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    WoW... What a nice card... as long as it's in the server using a 10" monochrome screen...

    But what I wonder about is why Epox, who's just about to start producing GPU's (based on Nvidia chips), would start their lineup with this card...
    Or at least, that's what X-bit labs seems to think that this is the case...
     
  8. elroy

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    Thanks for the specs Ante P. I still don't understand why nVidia is releasing this - surely the 5200 would be a decent competitor and be able to be sold at a price point similar to the 9200SE.
     
  9. AlphaWolf

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    5200 cards are considerably more expensive than a 9200se. 10-15$ may not seem like much but its 20-30% more.
     
  10. mczak

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    What exactly is the market though for $40 graphic cards? I can't imagine someone would buy this to upgrade their current graphic card (you'd need TNT or older card to get a noticeable improvement), and if you really need an upgrade because your current solution (for instance some igp) is too slow you'd surely want to pay 20-30$ more to get triple the performance?
    Of course a lot of people don't really need 3D at all or just barely. But why would they want to buy a 40$ POS graphic card instead of a motherboard with an IGP, not only is this cheaper, but both the igp 9100 and nforce2 are faster too...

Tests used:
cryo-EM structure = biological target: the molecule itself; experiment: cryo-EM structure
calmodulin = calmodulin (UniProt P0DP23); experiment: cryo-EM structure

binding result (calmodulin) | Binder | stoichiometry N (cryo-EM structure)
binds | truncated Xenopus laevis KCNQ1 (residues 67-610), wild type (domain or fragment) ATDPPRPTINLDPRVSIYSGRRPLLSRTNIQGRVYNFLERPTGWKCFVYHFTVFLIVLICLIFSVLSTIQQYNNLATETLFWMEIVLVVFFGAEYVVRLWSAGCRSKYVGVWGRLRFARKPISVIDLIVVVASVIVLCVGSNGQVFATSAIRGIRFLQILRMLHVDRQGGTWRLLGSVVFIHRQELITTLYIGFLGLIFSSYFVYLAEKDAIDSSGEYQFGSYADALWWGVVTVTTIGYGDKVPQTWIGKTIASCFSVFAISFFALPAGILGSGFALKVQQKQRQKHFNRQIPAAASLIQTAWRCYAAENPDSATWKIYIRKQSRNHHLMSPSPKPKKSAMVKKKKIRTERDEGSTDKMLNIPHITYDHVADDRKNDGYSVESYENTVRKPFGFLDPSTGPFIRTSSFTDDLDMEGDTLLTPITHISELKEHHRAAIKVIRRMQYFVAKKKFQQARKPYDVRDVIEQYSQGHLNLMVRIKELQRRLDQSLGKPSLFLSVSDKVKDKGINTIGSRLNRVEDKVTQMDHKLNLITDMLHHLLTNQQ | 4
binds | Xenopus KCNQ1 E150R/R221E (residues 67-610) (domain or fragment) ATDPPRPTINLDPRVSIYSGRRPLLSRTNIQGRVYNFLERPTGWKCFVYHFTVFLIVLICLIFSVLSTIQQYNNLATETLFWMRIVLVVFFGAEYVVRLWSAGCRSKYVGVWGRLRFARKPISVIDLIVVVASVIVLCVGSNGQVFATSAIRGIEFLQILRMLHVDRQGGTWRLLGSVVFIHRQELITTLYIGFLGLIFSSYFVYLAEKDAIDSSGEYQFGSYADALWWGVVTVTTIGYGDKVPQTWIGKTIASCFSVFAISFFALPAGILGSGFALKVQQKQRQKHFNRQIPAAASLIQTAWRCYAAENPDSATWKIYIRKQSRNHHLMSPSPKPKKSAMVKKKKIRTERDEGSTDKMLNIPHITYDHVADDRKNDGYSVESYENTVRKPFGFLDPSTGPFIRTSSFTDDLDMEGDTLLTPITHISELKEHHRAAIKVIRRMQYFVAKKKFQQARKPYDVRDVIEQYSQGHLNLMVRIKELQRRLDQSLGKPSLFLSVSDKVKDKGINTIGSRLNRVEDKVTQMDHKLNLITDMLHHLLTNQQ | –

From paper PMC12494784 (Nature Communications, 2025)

What I REALLY wonder is why they want to build BOTH MX440 and MX4000 cards. From the specs it looks like the mx4000 is simply an even cheaper to produce (not the chip, but the board) version of the mx440. As far as users are concerned, those boards should be identical as far as I can see. Or does Nvidia have such a huge pile of old MX440 chips lying around that they require their board partners to also use these instead of the new MX4000 chips :).
     
  11. elroy

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    I just pulled some prices off the net (www.razorprices.com). Note that these prices are in Australian dollars, cos I'm in Australia! These are the cheapest I could find:

    9200SE - $72.00
    MX440 - $69.00
    5200 - $99.00

    So like you said, the 5200 is more expensive than the 9200SE, however the MX440 (i'm assuming it's the SE version) is the same price. So how expensive will the MX4000 be? $AUS 40? I'd imagine that's the price that they'd have to make it to sell them. But I really still don't see the point of this chip. ATi has better 2D, and the 3D of this card can't even touch that of the 9200SE (DX7 vs DX8). And like others have said, even integrated graphics are better. So I don't see a market for this chip at all.

    Thanks for moving the industry forward again nVidia. :roll:
     
  12. Ante P

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    From the specs I've got it seems as if there will be 275/400 MHz versions too and with 128 bit bus added to that. Should bring some reasonable performance while still maintaining a cheap price (50 USD or so)
     
  13. mustrum

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    Can't wait for nvidias nextGen GPU. A repackaged geforce 256 made in 0.13 process.